Overall: This was a good recipe. I'll most likely come back to this with some slight modifications when I want a root beer from extract.
Rating: 8 out of 10

Wednesday, December 17, 2008

Kegging System

It's a bit early in this new hobby to be making some major purchases but I've bought a kegging system. There was a couple of reasons for the push to buy one.
  • Just with my first batch of root beer, I noticed that my wife and I were too worried about the yeast's fermentation making alcohol. Even though I was certain there wasn't enough to be worried about, it was still a concern. I couldn't smell or taste anything that would make us think that, it was just in our heads because of the fermentation process.
  • Since announcing my new hobby, I've been asked to make root beer for my sister-in-law's wedding. That's going to be a lot of root beer! And there'd be no way that I could make that much by bottling. I doubt that I could even find a suitable recipe in that time, 2 months.
There is also the wanted reasons to get one, mostly the coolness factor. It's kind of neat to have some bigger equipment.

I called around to the couple local brewing stores to find out what they sold. I decided to go with Art's Brewing Supplies. I went with him because he was selling a used system with 2 Cornelius 5 gallon kegs and a 20lb CO2 cylinder for just a little more than the other store who was selling just 1 keg and a 5lb cylinder. I was able spend some time with Art asking him all the questions I had using the kegging system. He is very knowledgeable and has been selling this stuff for a very long time.

I now just got to decide on my next recipe to use.

Sunday, November 30, 2008

Root Beer Recipe #1 - "Sarsaparilla"

I got this root beer recipe at the brew store that I purchased my first pieces of equipment. It's a pretty simple recipe so it should be easy for a first timer.

The recipe creates 5 gallons and since my brewing pot isn't large enough to start, I'm halving the it, which I doubt should hurt anything. So what I'm listing here is the halved amount. Ingredients needed:
  • 1/2 oz Wintergreen Leaves
  • 1 oz Indian Sarsaparilla
  • 1/2 T Sarsaparilla extract
  • 4 cups cane sugar (I'm just using the normal white grocery store kind)
  • 1/4 t Coopers Ale yeast (This maybe will be silly to half but here goes nothing)
First bring 1 gallon of water to a boil. Turn off heat. Add Wintergreen leaves and Indian Sarsaparilla (which I but in my straining grain bag), cover and let stand for 2 hours. I left the house so I actually let it soak for 6 hours, but who's counting. Remove grain bag. Add sugar and stir until dissolved. Add extract and re-hydrated yeast. Transfer to larger bucket (because my pot is too small) and add 1 1/2 gallons of water. Mix well. Siphon into bottles and cap. Leave set at 65° to 80° for 3 to 7 days. Check for carbonation. When carbonated, refrigerate to stop additional fermentation and bursting bottles. Chill and drink.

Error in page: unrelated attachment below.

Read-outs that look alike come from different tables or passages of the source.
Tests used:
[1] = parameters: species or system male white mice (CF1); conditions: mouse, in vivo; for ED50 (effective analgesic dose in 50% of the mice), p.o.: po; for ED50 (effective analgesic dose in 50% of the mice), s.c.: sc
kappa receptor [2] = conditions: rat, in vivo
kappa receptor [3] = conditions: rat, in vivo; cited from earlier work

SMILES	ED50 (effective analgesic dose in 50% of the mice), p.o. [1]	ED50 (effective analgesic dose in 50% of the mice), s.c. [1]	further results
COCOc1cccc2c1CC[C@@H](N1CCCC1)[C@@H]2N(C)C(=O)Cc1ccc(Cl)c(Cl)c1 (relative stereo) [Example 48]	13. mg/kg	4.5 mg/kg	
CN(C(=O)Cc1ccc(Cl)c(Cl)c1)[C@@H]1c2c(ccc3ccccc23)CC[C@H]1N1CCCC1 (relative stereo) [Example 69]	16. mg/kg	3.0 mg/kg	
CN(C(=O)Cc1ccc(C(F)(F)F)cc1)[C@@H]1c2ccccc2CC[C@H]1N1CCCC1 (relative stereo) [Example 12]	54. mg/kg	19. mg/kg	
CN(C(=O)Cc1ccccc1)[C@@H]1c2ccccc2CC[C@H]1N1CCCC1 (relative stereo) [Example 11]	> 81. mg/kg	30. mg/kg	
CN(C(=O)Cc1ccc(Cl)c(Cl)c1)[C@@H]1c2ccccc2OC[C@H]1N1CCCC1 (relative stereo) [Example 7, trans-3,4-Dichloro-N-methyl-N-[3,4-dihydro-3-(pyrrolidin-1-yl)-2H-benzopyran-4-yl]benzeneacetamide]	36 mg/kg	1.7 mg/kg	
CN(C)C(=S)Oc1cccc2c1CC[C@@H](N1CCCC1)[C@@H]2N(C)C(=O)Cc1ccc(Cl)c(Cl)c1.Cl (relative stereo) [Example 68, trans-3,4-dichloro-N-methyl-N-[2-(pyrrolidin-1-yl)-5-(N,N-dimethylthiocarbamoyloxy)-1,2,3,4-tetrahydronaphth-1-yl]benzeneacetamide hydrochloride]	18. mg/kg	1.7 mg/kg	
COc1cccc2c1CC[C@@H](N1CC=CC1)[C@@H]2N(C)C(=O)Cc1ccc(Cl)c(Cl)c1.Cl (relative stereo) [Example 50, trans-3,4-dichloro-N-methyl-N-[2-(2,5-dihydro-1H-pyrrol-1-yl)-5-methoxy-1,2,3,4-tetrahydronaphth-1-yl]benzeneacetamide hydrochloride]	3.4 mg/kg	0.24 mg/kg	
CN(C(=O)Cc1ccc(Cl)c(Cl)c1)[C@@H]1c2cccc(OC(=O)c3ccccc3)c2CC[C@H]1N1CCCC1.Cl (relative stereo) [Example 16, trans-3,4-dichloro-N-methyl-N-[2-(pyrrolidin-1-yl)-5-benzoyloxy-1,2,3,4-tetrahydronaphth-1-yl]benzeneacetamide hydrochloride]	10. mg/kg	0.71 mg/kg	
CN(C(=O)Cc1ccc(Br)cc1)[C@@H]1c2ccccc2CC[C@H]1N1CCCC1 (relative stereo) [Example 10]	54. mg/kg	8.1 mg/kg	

Beside using glass bottles, I siphoned into two plastic soda bottles so that I could squeeze the bottle to test for carbonation.

Day 3 - I got a little impatient to test how this worked. By squeezing the plastic bottles I could tell that carbonation was happening. They were getting quite firm so I thought that I would get one a test. Nope, not carbonated enough, it was a bit flat.
Day 5 - One more plastic soda bottle left and it's even more firm now. ... Almost there. It's much more carbonated than day 3 but still needs just a little more time.
Day 7 - Just right. The bottle are now carbonated. I now refrigerate the remaining bottles.

Color: The color seems a bit light. I don't think the picture really shows the color too well. I doubt that the color of my root beer really will be a factor of if I like it or not.
Taste: I didn't think it tasted strong enough. There is a root beer taste and smell but it just seems like it's missing more.
Overall: I just didn't like it. I ended up dumping all but a couple of bottles to keep for something just to sip on and taste.
Rating: 3 out of 10

Tuesday, November 25, 2008

Initial Equipment Purchases

For my first equipment purchases I didn't want to go overboard, buy too much and spend a lot of money. Really, at this point I'm not sure if I'll even enjoy doing this. So I want to try and use anything that I already have at home and purchase only the minimal amount of equipment.

I already have a fairly decent sized stockpot (I can't remember the exact size but 8 quarts is at the brim) that I can use for my boiling pot. I was given about 30 24oz bottles. And I already have sugar and water.

The items that I did need to purchase are:
  • Obviously the ingredients. The list of ingredients will come on another post with the recipe that I used.
  • The last time I did any kind of siphoning, I siphoned gasoline out of a car and ended up swallowing some.. too much. So I purchased an auto siphon to make that a little easier. And, of course, the tubing. And at the other end I have a bottle filler to help easily fill the bottles.
  • Since I want to bottle right now, I bought a bottle capper and bottle caps.
  • A straining bag will also be helpful. The one I bought is a bit big but should still work just fine.
So really there wasn't too much for me to buy. That was good. It's nice to start a hobby with not a lot of investment.